EvidenceProf Blog

Editor: Colin Miller
Univ. of South Carolina School of Law

Tuesday, July 8, 2008

Amores Perros: Indiana Firefigther Convicted of Running Pitbull-Fighting Operation Seeks Jury Impeachment Based Upon Unadmitted Photo

A firefighter from Gary, Indiana was convicted in April of promoting and running a pitbull-fighting operation, but was the conviction based upon admissible evidence?  According to defense counsel it was not, and he has sought permission to contact jurors to prove his case

Back in April, Carlton Davis, Jr. was convicted after trial of 22 counts related to dog-fighting and animal cruelty in connection with a pitbull-fighting operation that he allegedly promoted and ran.  At trial, the prosecution had several lay and expert witnesses describe the operation and introduced nearly 200 exhibits.  Defense counsel's bone of contention, however, is a photograph that somehow found its way to the jury room despite the fact that the prosecution did not mark or have it admitted at trial

Unfortunately, there is a gag order on the case, so I don't know the details about the photo, but defense counsel somehow learned about it and wants to interview jurors and ultimately have them testify about it and thus impeach their verdict.  His position is supported by Indiana Rule of Evidence 606(b), which states in relevant part that:

     "[u]pon an inquiry into the validity of a verdict or indictment, a juror may not testify as to any matter or statement occurring during the course of the jury's deliberations or to the effect of anything upon that or any other juror's mind or emotions as influencing the juror to assent to or dissent from the verdict or indictment or concerning the juror's mental processes in connection therewith, except that a juror may testify (1) to drug or alcohol use by any juror, (2) on the question of whether extraneous prejudicial information was improperly brought to the jury's attention or (3) whether any outside influence was improperly brought to bear upon any juror."

Obviously, an inadmissible photograph would constitute "extraneous prejudicial information," allowing for juror impeachment under Indiana Rule of Evidence 606(b).  But will such impeachment be enough to disturb the jury's verdict?  Not according to deputy prosecutor Mark Watson.  In response to defense counsel's motion, Watson has claimed that the photograph "merely provided the jury with a tangible visual of what was already described during trial testimony by the defendant's own expert witnesses."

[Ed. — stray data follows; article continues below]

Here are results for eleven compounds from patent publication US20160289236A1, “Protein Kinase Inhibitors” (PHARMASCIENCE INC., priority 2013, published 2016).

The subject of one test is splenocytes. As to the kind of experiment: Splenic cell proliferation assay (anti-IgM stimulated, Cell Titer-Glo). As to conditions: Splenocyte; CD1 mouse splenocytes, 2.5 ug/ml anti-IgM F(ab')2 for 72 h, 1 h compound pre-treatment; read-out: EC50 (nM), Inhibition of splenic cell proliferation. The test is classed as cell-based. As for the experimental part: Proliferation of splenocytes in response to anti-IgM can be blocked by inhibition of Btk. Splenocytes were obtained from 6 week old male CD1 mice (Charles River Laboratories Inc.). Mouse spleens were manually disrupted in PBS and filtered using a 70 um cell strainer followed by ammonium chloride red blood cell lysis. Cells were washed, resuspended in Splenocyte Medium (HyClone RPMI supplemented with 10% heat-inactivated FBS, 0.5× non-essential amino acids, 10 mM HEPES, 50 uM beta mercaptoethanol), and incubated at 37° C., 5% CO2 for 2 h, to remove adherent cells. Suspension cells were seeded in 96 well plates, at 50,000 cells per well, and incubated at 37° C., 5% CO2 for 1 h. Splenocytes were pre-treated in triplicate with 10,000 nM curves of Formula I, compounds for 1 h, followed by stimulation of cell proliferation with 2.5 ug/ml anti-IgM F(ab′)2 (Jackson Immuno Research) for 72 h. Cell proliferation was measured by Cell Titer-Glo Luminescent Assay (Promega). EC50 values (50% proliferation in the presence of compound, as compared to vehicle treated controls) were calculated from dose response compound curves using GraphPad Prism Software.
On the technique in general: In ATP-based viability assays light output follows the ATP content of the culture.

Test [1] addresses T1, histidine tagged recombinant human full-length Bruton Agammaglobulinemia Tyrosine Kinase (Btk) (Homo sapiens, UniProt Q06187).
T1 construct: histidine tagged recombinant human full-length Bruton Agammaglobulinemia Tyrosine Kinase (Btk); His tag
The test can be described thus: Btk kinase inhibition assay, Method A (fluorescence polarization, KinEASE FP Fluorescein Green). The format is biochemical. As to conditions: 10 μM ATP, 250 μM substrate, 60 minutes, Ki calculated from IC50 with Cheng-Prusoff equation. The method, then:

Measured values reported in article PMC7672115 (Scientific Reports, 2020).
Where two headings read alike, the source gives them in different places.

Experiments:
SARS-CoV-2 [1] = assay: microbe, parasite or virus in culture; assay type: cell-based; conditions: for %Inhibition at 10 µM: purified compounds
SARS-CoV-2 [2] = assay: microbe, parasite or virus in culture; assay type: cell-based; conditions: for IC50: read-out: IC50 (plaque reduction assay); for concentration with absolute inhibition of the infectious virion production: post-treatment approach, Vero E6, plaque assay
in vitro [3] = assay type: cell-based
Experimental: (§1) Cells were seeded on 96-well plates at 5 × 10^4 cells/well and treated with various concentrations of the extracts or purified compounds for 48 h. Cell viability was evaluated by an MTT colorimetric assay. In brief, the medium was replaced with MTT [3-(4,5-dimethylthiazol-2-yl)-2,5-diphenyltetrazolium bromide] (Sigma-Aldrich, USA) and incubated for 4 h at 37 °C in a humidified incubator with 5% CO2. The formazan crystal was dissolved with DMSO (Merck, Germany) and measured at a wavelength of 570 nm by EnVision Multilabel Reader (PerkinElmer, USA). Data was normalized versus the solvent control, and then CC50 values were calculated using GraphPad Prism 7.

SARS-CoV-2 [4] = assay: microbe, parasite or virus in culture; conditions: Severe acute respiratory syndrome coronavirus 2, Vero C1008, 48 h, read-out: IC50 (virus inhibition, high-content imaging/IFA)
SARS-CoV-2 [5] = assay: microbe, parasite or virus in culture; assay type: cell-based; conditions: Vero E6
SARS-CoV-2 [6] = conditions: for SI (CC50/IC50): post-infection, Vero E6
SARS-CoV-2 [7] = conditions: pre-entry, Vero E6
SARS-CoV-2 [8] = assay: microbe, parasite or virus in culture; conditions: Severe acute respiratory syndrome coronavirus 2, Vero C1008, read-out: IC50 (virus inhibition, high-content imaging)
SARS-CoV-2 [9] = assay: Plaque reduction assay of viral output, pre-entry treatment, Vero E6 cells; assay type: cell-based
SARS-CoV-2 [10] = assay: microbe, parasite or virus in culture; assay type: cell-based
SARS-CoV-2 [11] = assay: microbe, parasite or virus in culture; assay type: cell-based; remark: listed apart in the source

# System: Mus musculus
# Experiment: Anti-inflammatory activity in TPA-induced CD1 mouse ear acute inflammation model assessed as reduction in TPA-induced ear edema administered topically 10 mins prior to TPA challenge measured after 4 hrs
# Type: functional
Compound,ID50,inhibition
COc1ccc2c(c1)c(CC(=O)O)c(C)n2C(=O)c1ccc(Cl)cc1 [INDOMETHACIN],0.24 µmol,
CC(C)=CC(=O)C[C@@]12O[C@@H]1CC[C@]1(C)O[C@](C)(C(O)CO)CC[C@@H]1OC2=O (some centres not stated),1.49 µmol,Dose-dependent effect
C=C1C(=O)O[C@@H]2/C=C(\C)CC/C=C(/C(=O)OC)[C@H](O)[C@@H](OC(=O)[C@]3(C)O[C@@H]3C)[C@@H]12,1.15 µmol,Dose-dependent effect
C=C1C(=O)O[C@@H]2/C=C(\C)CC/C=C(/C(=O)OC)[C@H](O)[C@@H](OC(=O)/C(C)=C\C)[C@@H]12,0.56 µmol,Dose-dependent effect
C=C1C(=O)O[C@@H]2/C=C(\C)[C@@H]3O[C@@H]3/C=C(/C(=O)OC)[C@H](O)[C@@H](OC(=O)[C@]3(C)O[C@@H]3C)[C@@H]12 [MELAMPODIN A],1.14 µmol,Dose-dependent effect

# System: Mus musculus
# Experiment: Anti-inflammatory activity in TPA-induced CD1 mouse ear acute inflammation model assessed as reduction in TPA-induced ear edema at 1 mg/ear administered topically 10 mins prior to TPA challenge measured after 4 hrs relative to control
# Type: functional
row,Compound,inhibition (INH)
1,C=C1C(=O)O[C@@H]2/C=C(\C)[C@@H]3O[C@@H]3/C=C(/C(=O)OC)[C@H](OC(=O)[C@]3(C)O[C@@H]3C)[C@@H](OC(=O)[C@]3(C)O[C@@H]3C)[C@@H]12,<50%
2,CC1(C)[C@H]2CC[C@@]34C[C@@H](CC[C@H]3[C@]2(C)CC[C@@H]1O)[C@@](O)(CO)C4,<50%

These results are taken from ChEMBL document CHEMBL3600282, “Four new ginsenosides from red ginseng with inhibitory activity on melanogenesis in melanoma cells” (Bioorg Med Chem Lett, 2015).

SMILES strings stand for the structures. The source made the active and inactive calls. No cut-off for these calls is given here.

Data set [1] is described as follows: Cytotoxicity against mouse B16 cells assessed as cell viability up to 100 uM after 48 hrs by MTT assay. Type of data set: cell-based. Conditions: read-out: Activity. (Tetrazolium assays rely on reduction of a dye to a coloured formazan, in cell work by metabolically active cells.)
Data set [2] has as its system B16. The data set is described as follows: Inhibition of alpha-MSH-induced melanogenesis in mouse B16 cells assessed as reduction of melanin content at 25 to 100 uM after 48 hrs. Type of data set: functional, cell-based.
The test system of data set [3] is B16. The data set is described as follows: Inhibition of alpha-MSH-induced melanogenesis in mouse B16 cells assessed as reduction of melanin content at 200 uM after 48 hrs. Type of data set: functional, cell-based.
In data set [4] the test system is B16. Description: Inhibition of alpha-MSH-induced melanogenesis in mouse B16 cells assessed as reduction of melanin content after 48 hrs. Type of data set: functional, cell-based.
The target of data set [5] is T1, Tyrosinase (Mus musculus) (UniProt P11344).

Again, because of the gag order, I don't know about the accuracy of this statement, but I do know that Watson is correct when he states that "[e]ven if jurors did see or consider the photograph, it's up to the judge to determine what, if any, prejudicial impact that evidence would have had on a verdict by evaluating it in the overall context of the trial."  As I noted in a post last week:

     "[Rule 606(b) strictly prevents a juror from testifying about 'the effect of anything on any juror's mind or emotions or mental processes.'  In other words, even if jurors could testify about the bailiff's comments because they constituted an improper outside influence on the jury, those jurors could not testify about the effect of those comments; that analysis is left for the court. See, e.g., Pyles v. Johnson, 136 F.3d 986, 992 (5th Cir. 1998)....What the Court of Appeals should have done was make an objective assessment of what effect the bailiff's comments would have had on the average juror and determine whether Medistar likely suffered "substantial prejudice" as a result of the jury's exposure to the extraneous information."

The same goes here.  Jurors can testify that they saw the photograph at issue, but they cannot testify about the effect that the photograph had on their deliberations.  Instead, the judge must look at the photograph in the context of the entire case and determine its likely effect.

One final thing that I want to note is that Indiana Rule of Evidence 606(b) allows for more jury impeachment than Federal Rule of Evidence 606(b).  As was made clear by the Supreme Court in Tanner v. United States, 483 U.S. 107 (1987), Federal Rule of Evidence 606(b) does not allow for jury impeachment through testimony about drug and/or alcohol use by jurors.  Conversely, Indiana Rule of Evidence 606(b) clearly allows for juror impeachment through testimony about "drug or alcohol use by any juror."       



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